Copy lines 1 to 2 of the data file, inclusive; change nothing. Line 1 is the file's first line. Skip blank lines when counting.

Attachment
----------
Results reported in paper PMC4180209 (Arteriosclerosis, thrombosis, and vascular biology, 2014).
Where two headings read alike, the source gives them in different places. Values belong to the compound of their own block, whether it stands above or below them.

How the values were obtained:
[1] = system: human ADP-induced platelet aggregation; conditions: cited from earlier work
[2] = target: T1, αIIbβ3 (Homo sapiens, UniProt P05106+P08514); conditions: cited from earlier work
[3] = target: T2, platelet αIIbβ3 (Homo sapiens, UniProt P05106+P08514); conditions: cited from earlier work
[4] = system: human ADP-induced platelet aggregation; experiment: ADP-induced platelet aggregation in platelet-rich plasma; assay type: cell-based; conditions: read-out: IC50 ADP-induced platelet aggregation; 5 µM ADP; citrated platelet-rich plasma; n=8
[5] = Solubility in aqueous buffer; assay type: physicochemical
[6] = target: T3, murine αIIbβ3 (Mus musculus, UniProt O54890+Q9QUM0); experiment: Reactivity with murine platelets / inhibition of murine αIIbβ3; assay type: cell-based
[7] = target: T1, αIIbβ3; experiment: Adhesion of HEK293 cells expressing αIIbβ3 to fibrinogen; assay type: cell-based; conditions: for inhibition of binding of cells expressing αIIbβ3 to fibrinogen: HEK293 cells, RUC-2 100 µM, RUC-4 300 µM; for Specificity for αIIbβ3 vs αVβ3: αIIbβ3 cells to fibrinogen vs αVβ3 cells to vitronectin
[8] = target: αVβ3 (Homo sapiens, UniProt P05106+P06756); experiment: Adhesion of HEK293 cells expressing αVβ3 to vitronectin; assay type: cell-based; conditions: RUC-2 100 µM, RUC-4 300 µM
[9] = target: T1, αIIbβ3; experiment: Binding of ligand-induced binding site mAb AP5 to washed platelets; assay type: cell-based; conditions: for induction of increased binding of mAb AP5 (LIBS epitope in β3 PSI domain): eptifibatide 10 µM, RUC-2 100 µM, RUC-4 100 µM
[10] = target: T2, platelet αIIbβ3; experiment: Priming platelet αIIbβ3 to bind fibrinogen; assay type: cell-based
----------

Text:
Results reported in paper PMC4180209 (Arteriosclerosis, thrombosis, and vascular biology, 2014).
Where two headings read alike, the source gives them in different places. Values belong to the compound of their own block, whether it stands above or below them.